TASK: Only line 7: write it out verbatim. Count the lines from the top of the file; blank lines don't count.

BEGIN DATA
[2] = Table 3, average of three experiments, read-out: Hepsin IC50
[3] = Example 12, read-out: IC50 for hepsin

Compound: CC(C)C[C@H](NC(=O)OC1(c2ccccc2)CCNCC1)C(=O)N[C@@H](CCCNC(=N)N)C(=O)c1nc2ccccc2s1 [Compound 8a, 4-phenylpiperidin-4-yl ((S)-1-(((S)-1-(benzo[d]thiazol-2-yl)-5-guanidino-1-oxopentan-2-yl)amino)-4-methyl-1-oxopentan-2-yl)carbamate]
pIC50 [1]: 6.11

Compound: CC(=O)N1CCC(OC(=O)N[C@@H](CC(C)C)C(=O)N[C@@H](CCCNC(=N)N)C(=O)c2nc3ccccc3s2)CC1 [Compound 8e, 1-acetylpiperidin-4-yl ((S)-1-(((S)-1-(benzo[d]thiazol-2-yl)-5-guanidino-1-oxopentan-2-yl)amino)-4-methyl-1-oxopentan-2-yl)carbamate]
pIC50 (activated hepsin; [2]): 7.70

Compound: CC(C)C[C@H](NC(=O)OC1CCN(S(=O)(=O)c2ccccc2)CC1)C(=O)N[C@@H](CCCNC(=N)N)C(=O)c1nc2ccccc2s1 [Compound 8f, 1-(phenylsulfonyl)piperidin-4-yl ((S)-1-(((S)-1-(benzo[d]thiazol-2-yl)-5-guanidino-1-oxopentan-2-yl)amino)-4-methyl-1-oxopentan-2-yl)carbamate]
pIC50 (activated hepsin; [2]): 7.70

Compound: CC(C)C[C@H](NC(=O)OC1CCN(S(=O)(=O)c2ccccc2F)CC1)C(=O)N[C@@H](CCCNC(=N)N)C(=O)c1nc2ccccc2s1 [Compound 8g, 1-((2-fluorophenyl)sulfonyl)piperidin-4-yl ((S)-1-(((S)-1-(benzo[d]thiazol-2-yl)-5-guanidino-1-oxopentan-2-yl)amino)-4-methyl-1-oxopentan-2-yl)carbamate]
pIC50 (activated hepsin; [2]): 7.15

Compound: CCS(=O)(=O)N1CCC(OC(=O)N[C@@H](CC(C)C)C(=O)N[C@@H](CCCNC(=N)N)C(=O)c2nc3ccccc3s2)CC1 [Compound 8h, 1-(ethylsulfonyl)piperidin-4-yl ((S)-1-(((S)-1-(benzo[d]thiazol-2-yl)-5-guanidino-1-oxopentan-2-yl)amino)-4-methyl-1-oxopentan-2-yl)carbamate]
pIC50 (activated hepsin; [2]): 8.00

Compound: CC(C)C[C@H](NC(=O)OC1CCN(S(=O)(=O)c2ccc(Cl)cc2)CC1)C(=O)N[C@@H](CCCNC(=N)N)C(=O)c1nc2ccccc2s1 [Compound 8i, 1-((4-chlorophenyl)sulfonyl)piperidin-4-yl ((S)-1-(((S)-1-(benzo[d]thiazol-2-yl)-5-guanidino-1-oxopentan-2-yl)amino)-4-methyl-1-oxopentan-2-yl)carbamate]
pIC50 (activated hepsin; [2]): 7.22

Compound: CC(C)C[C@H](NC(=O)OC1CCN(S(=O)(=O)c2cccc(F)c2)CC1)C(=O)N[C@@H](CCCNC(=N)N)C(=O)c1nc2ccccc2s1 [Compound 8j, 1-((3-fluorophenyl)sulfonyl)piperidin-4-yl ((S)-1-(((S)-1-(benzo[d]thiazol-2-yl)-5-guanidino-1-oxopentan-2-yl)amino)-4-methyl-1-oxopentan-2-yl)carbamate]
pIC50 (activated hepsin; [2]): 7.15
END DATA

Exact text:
Compound: CC(C)C[C@H](NC(=O)OC1CCN(S(=O)(=O)c2ccccc2)CC1)C(=O)N[C@@H](CCCNC(=N)N)C(=O)c1nc2ccccc2s1 [Compound 8f, 1-(phenylsulfonyl)piperidin-4-yl ((S)-1-(((S)-1-(benzo[d]thiazol-2-yl)-5-guanidino-1-oxopentan-2-yl)amino)-4-methyl-1-oxopentan-2-yl)carbamate]